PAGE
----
American Banks and the American Dream

By Bryan Clagett

In 2016 U.S. homeownership rate fell to the lowest point in over 50 years, as rising prices put a home purchase out of reach of many Americans. The Census Bureau reported that the percentage of Americans who own their homes was 62.9% in July 2016, the lowest since 1965.

Last year, the homeownership rate for Americans ages 18-34 fell to 34.1%. This drop in homeownership is due to a delay in home buying by the millennials, who have the lowest ownership rate of their age group in history.

Regardless of age group, home buying is painful.

Aside from the financial considerations and worries, the process of home shopping and home financing is a real challenge, filled with anxious moments and uncertainty. Of course a home purchase is the biggest purchase the majority of Americans make, but it is also typically the most impactful.

Simply put, the decision to purchase a home can have lasting impacts on the household’s finances. Buying a home can’t be viewed just as a single financial milestone, but rather one that can set the stage for financial gain (or demise) for perhaps decades to come. In other words, it’s a very big deal for consumers and banks.

Bankers have to understand the emotional side of home buying, regardless of demographic.

Be it a first time purchase or a vacation property, it’s a stressful time. Consumers have more questions than answers when it comes to buying, financing, and closing on a home—and this is an opportunity for banks to flex their muscle. Offering mortgages and competitive rates is simply not enough, and frankly just feeds commoditization.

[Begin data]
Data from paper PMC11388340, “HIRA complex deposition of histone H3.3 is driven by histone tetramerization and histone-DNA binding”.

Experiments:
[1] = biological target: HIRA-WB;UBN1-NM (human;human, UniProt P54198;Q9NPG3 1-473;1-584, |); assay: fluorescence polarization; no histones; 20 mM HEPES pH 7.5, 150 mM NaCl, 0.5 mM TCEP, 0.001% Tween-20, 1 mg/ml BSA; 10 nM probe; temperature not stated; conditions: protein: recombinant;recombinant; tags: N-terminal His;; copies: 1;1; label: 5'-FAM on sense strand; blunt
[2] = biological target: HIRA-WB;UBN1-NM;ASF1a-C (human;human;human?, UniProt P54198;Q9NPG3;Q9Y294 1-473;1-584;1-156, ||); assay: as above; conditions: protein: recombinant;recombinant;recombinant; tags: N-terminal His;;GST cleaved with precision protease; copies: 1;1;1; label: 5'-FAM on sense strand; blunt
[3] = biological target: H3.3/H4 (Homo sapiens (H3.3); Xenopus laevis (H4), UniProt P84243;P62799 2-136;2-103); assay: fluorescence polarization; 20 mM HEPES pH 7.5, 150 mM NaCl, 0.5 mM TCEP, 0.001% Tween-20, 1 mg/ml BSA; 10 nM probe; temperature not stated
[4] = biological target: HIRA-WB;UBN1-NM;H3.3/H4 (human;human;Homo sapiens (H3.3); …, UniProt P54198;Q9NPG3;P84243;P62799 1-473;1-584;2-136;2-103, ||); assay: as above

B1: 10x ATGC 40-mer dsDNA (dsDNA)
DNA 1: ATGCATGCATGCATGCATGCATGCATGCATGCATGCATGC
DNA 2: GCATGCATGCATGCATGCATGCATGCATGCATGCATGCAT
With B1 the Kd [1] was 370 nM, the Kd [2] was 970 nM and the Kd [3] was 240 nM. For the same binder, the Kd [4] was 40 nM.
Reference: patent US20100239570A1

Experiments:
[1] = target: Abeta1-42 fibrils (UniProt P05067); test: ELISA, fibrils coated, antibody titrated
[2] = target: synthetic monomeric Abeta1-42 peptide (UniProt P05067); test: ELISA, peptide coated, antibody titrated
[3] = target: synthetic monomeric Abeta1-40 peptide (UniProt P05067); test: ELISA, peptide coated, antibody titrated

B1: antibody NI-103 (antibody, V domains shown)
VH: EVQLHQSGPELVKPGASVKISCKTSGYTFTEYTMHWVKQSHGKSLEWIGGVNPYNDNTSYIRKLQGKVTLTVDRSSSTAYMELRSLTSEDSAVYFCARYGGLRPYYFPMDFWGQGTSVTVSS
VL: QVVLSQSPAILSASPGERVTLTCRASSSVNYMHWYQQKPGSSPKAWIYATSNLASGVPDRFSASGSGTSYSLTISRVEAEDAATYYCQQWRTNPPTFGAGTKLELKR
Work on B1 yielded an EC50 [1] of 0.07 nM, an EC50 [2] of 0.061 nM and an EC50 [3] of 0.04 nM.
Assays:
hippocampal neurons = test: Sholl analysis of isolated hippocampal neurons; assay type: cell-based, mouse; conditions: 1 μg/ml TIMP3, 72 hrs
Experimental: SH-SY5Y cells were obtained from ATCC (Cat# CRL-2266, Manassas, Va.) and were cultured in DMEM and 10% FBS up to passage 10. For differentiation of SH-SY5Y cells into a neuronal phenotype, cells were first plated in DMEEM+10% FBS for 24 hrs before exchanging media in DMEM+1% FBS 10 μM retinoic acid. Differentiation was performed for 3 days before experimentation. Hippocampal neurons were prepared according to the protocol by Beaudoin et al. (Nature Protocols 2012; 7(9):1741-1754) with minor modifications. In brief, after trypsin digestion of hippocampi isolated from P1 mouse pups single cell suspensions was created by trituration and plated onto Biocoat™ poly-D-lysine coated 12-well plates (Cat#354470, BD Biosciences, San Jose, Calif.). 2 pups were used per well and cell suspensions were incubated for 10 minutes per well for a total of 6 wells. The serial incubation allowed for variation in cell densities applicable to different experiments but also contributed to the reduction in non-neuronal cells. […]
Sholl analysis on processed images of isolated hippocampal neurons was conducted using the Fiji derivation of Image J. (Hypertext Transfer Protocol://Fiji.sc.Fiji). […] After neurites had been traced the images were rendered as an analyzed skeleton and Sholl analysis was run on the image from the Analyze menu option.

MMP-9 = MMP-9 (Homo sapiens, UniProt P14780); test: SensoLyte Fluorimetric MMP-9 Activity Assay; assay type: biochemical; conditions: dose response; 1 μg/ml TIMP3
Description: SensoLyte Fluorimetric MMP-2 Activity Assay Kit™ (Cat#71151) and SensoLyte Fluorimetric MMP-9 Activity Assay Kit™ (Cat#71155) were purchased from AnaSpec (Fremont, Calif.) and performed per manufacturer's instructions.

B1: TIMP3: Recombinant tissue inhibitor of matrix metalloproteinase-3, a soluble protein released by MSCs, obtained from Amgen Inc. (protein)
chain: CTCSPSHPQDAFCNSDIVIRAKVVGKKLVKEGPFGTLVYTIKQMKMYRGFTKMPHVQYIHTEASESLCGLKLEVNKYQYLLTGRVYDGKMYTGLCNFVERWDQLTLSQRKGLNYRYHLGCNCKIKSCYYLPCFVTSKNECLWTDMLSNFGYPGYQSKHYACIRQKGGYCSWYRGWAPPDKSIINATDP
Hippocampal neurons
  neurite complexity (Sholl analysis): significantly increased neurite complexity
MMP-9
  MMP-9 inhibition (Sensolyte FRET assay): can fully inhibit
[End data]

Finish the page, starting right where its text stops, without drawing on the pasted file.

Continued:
Banks need to consider content, search engine optimization, reputation management, and education, if they truly want to remain competitive and relevant in the mortgage business.

While connecting emotionally with home buyers is important, the overall home buying and mortgage experience needs to improve.

Clearly, digitization and modernization of the mortgage process offers many advantages, namely:

  • Enhanced experience through design and automation
  • A focus on convenience
  • Recognition that efficiency leads to lower costs—and savings can be passed on to buyers
  • Improved compliance and quality control
  • Omni-channel capability

That last point is important. A new survey from the American Bankers Association found that a majority of Americans (60%) agree that while they use online resources for research, they prefer to apply for a mortgage in person.

Digitalization of the mortgage process can be leveraged to improve not only the online experience, but the in-person experience. This is something that the real estate and banking industries must realize. Buying a home is a very personal endeavor.

Becoming overly reliant on technology may alienate some homebuyers who prefer a one-on-one relationship with an experienced loan officer. Consumers today like to have options. The key in today’s home buying and mortgage environment will be a combination of approaches that balance technology and personal connections. The world of process and people must collide, and banks can be well positioned to leverage both. With competition evolving, bankers need to view the mortgage business in a different light, one that is much more in line with the ever changing needs of the American consumer.

Bryan Clagett is CMO at Geezeo, a personal financial management (PFM) solutions provider dedicated entirely to financial institutions. Email: [email protected].